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hwo to define malnutrition at risk children using WHO WFH z score

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Nick

Normal user

12 Sep 2012, 09:23

As WHO WFH score, we define SAM as <-3 z score and MAM as <-2 and >= -3. So, it can be possible to say like that children between WFH z score between <-1 and >= -2 are at risk children. Because, with MUAC, we define the children' MUAC betweeen 12.5 and 13.5 cm are at risk group for malnutrition. Please!

Mark Myatt

Consultant Epideomiologist

Frequent user

12 Sep 2012, 11:18

I have seen this done. I have just read a paper using <= -1.5 z-scores as the upper limit for MAM. The thresholds you use will depend on context. If you have resources and or low prevalence then you might want to add an "at risk" category or increase the case-defining threshold for MAM. Beware that small increases in case-defining thresholds lead to large increases in case numbers (e.g. using -1.5 rather than -2 will probably triple case numbers). Also, in some settings the effect of body-shape (long legs and short trunks) on WHZ will mean that you will select a very large number of healthy children (i.e. not reasonably "at-risk"). You are much "safer" using MUAC.

Nick

Normal user

12 Sep 2012, 11:39

Thanks! Actually, I haven't seem like this before, except MUAC. By the way, could you please provide the paper you have seem. I do want to keep as document.
Best, Ncik

Mark Myatt

Consultant Epideomiologist

Frequent user

12 Sep 2012, 12:05

It is just a paper that I happened to be reading when I saw your message. It does show that we can have flexibility with case-definitions. I have seen (e.g.) MSF programs in the Sahel using MUAC < 120 mm and/or oedema delivering the CMAM protocol. Anyway ... click here for the paper.

Bradley A. Woodruff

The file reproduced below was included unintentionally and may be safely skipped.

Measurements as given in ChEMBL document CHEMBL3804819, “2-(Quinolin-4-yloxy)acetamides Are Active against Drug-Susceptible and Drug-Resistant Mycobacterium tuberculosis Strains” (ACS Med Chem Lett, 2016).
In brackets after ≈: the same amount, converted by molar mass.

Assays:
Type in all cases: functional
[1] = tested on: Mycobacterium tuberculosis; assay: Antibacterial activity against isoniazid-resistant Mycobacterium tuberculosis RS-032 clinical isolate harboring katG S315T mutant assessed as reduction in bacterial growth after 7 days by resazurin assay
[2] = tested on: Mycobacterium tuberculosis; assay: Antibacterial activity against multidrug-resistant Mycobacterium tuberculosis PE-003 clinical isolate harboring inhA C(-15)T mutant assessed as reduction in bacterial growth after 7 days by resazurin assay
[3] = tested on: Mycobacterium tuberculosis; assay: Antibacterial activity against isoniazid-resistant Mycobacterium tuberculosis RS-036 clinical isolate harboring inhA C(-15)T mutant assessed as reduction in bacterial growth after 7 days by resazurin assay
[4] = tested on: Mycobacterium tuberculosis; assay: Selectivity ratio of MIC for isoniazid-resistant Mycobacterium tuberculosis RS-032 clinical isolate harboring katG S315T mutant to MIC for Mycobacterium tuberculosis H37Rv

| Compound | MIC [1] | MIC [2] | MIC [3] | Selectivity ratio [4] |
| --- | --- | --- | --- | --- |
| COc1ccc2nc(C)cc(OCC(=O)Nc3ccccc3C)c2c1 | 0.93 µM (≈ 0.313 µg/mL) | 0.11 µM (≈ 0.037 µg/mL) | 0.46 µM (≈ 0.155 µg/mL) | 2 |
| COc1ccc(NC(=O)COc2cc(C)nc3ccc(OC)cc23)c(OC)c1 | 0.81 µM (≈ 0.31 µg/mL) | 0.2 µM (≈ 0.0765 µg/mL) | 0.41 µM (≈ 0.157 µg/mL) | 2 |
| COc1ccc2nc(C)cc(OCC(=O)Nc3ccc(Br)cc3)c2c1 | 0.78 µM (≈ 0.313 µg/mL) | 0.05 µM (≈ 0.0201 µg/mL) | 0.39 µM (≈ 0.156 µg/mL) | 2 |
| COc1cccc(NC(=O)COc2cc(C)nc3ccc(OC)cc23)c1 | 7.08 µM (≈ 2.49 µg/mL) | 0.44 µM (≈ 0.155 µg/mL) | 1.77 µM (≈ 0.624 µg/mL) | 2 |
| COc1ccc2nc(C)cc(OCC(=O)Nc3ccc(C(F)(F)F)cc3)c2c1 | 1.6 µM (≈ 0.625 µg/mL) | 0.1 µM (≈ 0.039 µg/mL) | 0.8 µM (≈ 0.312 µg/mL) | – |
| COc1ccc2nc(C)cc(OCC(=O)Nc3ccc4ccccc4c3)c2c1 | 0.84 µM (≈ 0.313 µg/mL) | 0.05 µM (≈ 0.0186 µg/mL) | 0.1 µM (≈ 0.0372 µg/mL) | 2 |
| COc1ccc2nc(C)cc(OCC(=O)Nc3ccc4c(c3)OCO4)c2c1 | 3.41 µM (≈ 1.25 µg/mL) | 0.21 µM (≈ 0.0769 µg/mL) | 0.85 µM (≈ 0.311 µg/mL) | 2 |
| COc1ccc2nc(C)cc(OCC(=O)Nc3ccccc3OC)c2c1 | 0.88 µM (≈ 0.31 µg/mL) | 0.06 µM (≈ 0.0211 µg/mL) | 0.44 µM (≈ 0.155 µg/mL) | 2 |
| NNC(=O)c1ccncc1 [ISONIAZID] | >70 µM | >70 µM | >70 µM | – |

Self-employed

Technical expert

12 Sep 2012, 16:54

I think defining as somehow abnormal those children whose weight-for-height z-score is between -2 and -1 is dangerous and incorrect. In a normally nourished population, this category would include 13.6% of the population. Are you willing to label 1 in 7 children in a nutritionally normal population "at risk"? Moreover, this category is not standard. As a result, including such a category in a report can result in misunderstandings. There is the famous case some years ago in which the prevalence of acute malnutrition was labeled as 25% in a country which previously had little acute malnutrition. It caused a panic among epidemiologically naive readers. It turns the report's authors included "at risk" children with z-scores between -2 and -1 in their definition of acute malnutrition. These children are only slightly thinner than other children in the population, but should not be labeled as abnormal.

Nick

Normal user

13 Sep 2012, 03:22

Thanks for your clarification. If we can not say those children (WFH <-1 and >= - 2) as at risk children, how can we present the nutrition risk children with technically safely? Even Mark had already mentioned as MUAC is more safer in this case, is there any other tools or indicator for nutritional risk group children?

Mark Myatt

Consultant Epideomiologist

Frequent user

13 Sep 2012, 11:56

You might use other indicators. In terms of outcome (i.e. mortality) W/H performs worse than any other indicator (this is a very consistent finding). You would be better with low H/A or low W/A. These require age to ascertained with accuracy and that can be a problem. There are composite indicators (i.e. using W/H, H/A, and W/A) that might be of use. I'd prefer W/A or MUAC.

Just to add to Woody's comments ... Since a lot of linear growth in children is in the limbs (thing of the body shape of a 6 month old and the body shape of a four year old) and long limbs reduces W/H you may, using WHZ < -1 in some populations, select the most healthy children as being "at risk".

Nick

Normal user

13 Sep 2012, 12:25

Yes, I got it. Now, we can manage to get accurate DOB in field level and then, calculate age by ENA. It is easy to get WFA and HFA results. Technically, WFA <-2 reflect both chronic and acute malnutrition and HFA go for stunting . So, what value of threshold are more suitable to use as low HFA and WFA for this case. Hope, this might be last question from me for this topic! Thanks :)

Mark Myatt

Consultant Epideomiologist

Frequent user

13 Sep 2012, 12:41

All of the "-for-age" indicators (W/A, H/A, MUAC/A, BMI/A) are sensitive to errors in age. If you can get accurate age or DOB than you should not have problems. The W/H, W/A, H/A indicators are all standardised (i.e. to the "standard normal" so you can use the -3 z and -2 z thresholds. Note that H/A in a cross-sectional survey measures "stuntedness" not "stunting". Both low W/A and low H/A are more predictive of near term mortality than W/H. W/A is better than H/A. MUAC is as good or better than W/A. I'd stick with MUAC as it is quick, cheap, accurate, reliable, acceptable, and has good predictive value.

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